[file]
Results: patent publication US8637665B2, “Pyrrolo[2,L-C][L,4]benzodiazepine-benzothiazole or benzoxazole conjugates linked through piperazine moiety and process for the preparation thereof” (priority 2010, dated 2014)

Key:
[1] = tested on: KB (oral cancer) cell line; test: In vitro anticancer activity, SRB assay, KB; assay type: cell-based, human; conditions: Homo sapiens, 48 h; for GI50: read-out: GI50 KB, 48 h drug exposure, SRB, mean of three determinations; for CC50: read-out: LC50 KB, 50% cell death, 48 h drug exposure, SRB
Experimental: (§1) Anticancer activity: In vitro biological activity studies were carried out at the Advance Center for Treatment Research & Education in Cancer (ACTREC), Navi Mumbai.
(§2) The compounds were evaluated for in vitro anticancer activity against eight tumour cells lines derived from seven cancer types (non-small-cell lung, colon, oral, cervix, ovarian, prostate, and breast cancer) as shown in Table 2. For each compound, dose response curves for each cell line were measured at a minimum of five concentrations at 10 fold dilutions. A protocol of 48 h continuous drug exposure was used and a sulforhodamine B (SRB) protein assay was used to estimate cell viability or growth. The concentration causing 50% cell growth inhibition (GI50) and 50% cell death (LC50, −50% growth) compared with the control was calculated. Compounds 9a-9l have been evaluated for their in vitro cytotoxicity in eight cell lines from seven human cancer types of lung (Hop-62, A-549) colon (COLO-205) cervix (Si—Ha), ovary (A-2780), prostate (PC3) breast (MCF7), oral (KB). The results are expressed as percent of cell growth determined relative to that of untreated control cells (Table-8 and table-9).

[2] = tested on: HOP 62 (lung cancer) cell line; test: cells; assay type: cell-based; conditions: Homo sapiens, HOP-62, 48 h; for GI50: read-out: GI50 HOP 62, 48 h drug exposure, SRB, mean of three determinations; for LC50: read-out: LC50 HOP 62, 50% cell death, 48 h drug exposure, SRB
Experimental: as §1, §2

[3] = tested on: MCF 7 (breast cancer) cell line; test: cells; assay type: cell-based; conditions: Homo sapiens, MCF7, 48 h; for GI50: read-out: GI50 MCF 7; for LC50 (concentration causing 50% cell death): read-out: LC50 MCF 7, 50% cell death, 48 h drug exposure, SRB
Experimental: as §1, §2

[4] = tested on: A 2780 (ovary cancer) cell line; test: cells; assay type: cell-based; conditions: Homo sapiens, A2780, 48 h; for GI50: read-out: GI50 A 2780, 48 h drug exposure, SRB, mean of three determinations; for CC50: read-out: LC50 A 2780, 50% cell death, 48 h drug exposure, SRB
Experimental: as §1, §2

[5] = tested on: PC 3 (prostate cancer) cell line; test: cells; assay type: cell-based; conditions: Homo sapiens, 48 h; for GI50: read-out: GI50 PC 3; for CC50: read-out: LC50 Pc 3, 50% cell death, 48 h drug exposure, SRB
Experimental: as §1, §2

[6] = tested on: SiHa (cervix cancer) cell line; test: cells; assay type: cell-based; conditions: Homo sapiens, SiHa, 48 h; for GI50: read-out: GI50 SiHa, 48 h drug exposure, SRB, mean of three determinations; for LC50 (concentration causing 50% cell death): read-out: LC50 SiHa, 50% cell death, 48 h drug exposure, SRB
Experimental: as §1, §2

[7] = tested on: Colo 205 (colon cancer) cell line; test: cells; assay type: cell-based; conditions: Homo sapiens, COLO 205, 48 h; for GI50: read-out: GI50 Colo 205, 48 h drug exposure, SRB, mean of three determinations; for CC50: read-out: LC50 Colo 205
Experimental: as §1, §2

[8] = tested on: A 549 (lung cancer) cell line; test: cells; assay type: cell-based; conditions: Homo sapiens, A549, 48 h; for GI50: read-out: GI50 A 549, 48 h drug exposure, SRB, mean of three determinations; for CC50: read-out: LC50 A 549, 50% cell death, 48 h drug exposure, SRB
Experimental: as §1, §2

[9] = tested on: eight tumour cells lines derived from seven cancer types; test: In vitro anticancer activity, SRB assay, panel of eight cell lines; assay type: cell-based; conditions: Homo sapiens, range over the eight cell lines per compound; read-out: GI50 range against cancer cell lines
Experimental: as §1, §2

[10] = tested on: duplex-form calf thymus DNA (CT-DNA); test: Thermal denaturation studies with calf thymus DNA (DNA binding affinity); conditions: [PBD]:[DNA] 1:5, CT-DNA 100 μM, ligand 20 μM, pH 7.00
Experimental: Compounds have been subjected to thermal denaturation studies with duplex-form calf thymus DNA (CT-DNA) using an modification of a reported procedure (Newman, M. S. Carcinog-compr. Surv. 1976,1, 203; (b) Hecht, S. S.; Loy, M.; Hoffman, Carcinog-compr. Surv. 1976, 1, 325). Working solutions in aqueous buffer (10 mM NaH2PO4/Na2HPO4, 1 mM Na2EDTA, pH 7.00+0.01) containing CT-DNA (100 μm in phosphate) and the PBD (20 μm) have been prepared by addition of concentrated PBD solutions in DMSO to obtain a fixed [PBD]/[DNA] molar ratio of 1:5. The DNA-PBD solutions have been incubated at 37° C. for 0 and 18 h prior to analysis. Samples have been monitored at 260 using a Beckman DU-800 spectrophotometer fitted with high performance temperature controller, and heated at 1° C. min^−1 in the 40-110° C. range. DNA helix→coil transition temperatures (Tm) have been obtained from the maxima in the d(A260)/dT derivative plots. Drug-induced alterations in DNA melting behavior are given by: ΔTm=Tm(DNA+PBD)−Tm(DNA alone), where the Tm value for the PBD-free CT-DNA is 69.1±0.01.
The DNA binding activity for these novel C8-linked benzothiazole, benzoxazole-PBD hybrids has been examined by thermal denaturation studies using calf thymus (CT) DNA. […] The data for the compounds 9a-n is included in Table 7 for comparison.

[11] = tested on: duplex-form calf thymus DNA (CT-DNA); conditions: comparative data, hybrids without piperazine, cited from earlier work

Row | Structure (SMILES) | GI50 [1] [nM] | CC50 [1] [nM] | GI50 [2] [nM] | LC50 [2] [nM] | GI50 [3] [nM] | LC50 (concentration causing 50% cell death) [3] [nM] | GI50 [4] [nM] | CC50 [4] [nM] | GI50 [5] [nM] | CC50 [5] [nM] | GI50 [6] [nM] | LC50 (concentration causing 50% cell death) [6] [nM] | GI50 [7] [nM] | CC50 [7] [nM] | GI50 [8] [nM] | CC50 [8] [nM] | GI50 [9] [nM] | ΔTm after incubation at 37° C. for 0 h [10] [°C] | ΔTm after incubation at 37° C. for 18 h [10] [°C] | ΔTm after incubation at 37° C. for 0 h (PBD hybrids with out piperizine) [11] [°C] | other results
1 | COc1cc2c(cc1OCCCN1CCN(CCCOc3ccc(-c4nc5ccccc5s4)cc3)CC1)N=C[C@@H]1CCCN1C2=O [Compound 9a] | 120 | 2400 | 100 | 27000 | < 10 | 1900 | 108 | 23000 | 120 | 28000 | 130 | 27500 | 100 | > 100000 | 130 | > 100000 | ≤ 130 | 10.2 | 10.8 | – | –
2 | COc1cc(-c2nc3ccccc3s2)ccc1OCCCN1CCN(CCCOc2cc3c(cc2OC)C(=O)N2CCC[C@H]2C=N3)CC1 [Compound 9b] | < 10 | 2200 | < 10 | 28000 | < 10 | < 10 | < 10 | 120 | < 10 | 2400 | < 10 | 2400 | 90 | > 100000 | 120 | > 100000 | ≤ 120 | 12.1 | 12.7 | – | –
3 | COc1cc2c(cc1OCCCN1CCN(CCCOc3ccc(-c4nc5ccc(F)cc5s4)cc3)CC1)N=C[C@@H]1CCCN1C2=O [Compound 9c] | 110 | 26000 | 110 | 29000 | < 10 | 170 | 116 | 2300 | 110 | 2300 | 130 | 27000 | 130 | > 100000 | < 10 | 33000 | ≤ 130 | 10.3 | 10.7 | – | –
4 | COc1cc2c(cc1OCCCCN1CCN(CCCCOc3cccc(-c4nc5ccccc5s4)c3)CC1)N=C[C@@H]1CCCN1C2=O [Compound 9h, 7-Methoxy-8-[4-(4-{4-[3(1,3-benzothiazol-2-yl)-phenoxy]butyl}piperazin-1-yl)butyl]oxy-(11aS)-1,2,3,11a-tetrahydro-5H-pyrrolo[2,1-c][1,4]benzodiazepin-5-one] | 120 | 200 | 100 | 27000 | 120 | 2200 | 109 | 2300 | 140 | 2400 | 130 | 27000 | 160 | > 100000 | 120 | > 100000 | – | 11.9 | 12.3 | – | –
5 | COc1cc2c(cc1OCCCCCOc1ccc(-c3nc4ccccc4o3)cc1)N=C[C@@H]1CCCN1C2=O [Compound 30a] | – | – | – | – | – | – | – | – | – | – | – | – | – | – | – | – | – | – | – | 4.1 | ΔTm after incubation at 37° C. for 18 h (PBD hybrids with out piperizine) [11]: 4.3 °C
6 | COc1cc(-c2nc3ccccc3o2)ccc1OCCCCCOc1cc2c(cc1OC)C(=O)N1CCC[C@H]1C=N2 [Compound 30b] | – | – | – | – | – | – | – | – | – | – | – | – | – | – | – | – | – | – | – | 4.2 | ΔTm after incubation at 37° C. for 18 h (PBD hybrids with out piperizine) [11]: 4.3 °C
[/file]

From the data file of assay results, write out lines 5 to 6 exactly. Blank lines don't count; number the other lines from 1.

(§2) The compounds were evaluated for in vitro anticancer activity against eight tumour cells lines derived from seven cancer types (non-small-cell lung, colon, oral, cervix, ovarian, prostate, and breast cancer) as shown in Table 2. For each compound, dose response curves for each cell line were measured at a minimum of five concentrations at 10 fold dilutions. A protocol of 48 h continuous drug exposure was used and a sulforhodamine B (SRB) protein assay was used to estimate cell viability or growth. The concentration causing 50% cell growth inhibition (GI50) and 50% cell death (LC50, −50% growth) compared with the control was calculated. Compounds 9a-9l have been evaluated for their in vitro cytotoxicity in eight cell lines from seven human cancer types of lung (Hop-62, A-549) colon (COLO-205) cervix (Si—Ha), ovary (A-2780), prostate (PC3) breast (MCF7), oral (KB). The results are expressed as percent of cell growth determined relative to that of untreated control cells (Table-8 and table-9).

[2] = tested on: HOP 62 (lung cancer) cell line; test: cells; assay type: cell-based; conditions: Homo sapiens, HOP-62, 48 h; for GI50: read-out: GI50 HOP 62, 48 h drug exposure, SRB, mean of three determinations; for LC50: read-out: LC50 HOP 62, 50% cell death, 48 h drug exposure, SRB